Russell, 50, was influenced by his mother's stories of segregation in Alabama and the civil rights movement in Alabama. He has also been influenced by teachers from his childhood. Russell spent 25 years teaching history and African American History at Oberlin High School outside Cleveland.
Tuesday's announcement by the Council of Chief State School Officers was that Russell has been named the Council's National Teacher of the year for 2022. He was previously named Ohio's teacher-of-the-year by the group.
Carissa Miller, Chief Executive Officer of CCSSO, stated in a statement that Kurt's long career shows how educators can shape students' lives from the classroom to extracurricular activities to basketball court.
The organization announced that Russell will be representing educators over the next year and acting as an ambassador for students across the country.
Francine Toss (his kindergarten teacher) was a white woman who introduced him to the Rev. Martin Luther King Jr. sat with other students in a circle in Francine Toss' classroom.
Russell stated, "She had the courage to introduce literature that was culturally pertinent." Russell said, "I thought, "Wow, that's someone who looks like mine."
He was also cast as a future eighth-grader by the moment he walked into the math class of Larry Thomas, a Black male teacher. Russell stated that Thomas' manner and conduct in class impressed him.
Russell stated, "He looked just like me in front the class and was a person that all the children enjoyed." "This seemed like a job I could enjoy. It changed my entire life."
His parents, Jerry Russell and Retta Russell, were segregated school students in Alabama. They moved to Oberlin in late 1960s to work as construction workers and to escape the Jim Crow South.
His mother, a Linden high school student, marched alongside the Rev. Martin Luther King Jr. came to Linden on the invitation of the Rev. Ralph Abernathy was King's close friend, and a collaborator in the civil right movement. Students quit school to march that day.
Russell stated, "That's how history fell in love with me, hearing those stories."
After graduating from College of Wooster, Russell was offered the "dream job" of teaching in Oberlin. In his first year at Oberlin High School, he helped to develop an African American history class.
Russell also teaches two general history classes. Russell and a music teacher created a class called Black Music In the African Diaspora. It covers blues, jazz, and R&B.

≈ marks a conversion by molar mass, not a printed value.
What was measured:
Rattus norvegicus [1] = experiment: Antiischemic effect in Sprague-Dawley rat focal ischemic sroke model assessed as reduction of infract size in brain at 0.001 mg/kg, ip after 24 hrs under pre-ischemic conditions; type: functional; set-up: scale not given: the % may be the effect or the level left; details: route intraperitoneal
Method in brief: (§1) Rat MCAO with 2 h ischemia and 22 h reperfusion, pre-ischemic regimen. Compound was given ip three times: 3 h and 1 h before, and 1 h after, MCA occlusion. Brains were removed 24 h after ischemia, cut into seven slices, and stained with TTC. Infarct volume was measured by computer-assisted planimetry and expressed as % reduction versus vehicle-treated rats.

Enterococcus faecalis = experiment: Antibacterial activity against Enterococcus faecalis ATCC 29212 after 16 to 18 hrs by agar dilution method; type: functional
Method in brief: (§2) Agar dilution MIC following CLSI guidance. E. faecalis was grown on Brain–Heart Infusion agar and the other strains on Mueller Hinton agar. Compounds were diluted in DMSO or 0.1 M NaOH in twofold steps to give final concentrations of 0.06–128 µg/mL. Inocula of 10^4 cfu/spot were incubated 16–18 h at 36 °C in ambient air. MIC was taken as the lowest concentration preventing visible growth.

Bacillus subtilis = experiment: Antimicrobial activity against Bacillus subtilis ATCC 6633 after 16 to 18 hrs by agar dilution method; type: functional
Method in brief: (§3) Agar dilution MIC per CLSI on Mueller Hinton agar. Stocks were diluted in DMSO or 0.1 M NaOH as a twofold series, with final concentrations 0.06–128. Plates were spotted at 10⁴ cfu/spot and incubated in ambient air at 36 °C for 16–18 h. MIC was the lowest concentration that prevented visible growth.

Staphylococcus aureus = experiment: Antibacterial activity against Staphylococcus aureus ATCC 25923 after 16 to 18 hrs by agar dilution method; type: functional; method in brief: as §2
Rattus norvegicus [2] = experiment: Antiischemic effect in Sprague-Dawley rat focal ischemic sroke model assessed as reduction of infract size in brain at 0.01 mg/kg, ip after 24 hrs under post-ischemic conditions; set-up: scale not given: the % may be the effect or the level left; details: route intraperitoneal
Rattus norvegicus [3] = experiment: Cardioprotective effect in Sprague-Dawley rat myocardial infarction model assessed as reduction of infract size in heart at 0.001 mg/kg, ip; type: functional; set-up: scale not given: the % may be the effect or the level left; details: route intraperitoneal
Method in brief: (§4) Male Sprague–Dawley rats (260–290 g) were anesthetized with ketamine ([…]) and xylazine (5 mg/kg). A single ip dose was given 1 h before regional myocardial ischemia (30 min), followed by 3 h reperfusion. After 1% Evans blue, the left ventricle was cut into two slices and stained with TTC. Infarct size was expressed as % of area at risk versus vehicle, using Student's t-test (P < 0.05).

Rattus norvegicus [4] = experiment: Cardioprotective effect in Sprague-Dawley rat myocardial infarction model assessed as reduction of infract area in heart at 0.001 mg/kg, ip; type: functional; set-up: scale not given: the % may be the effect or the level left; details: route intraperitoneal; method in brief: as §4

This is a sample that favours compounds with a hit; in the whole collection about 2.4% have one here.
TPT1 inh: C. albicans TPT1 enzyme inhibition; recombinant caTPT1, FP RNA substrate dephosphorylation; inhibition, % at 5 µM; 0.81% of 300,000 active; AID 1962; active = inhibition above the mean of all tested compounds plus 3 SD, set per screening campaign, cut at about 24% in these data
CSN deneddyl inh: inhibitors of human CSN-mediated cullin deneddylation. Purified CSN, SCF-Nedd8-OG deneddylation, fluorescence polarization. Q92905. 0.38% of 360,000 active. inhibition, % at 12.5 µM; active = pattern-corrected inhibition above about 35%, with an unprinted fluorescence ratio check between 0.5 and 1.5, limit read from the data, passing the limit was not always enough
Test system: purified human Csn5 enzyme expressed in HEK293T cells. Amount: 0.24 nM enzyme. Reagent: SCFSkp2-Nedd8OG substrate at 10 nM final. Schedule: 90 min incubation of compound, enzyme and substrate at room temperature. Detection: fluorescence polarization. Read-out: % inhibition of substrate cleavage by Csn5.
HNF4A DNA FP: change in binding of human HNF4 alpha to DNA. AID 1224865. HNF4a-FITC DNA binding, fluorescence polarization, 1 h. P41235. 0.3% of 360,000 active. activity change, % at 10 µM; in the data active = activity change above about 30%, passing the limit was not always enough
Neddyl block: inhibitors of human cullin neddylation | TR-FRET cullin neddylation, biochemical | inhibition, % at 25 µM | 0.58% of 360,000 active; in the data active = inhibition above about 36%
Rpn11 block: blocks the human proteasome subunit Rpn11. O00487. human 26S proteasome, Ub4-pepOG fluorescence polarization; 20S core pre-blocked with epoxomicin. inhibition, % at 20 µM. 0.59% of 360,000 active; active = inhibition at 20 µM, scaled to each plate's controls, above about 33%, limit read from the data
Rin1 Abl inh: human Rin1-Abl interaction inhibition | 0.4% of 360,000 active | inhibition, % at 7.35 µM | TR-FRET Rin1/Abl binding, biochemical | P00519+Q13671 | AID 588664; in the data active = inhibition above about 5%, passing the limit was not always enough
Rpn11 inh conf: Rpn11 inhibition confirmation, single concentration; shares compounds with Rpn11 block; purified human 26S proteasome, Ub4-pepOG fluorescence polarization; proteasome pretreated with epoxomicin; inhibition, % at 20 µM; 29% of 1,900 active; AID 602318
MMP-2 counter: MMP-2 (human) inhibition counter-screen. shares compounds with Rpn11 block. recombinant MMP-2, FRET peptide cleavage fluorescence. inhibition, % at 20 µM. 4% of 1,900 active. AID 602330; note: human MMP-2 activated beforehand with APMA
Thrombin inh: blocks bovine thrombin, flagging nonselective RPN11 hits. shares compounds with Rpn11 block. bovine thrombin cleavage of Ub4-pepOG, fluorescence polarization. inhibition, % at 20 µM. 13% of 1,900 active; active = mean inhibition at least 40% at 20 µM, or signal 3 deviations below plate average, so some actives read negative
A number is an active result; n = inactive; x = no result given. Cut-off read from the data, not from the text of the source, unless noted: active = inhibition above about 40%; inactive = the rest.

He gave credit to the school administration for creating the class. They could have said, "No. Russell stated, "We don't need it right now."
Brent Betts, Principal of Oberlin High School, praised Russell's work.
Russell is also the Oberlin boys basketball coach. His team finished the season with a 16-6 record, and won the conference championship. Betts stated that Russell believes the development of young men is more important than basketball players.
Betts stated that "One of the best things about Kurt Russell was the classroom culture he created." He's made a culture where everyone has a voice, and students feel safe sharing their opinions.
Betts stated that Russell has high expectations, and requires academic rigor.
Betts stated, "He doesn't allow them to settle" They talk about difficult subjects."
Russell called critical race theory, an academic framework on systemic racism that has been deplauded by conservative politicians, commentators, a "dog whistle."
Russell stated, "I always tell individuals that I don't teach controversial courses." "I teach different courses. Teaching about the rights of women or the gay rights movement is not controversial.
Russell led a discussion last week in his African American History class about seminal events that led to the civil rights movement. He began with the Scottsboro Boys, nine Black teenagers falsely accused in Alabama of raping two women in the 1930s. Then he moved on to Emmett Till (a 14-year old black teen who was accused of having a sexual relationship with a woman in Mississippi in 1955).
The students were then asked to form small groups and list the four most important rights that Americans have. Russell led the discussion with energy and all students agreed that voting rights are important.
Russell asked his students whether convict murderers should be allowed to vote. The students couldn't reach consensus before the dismissal bell rang. Russell answered the question, saying that murderers don’t have the right to vote. However, he wanted his students to think about it.
He smiled and said, "That's a difficult one."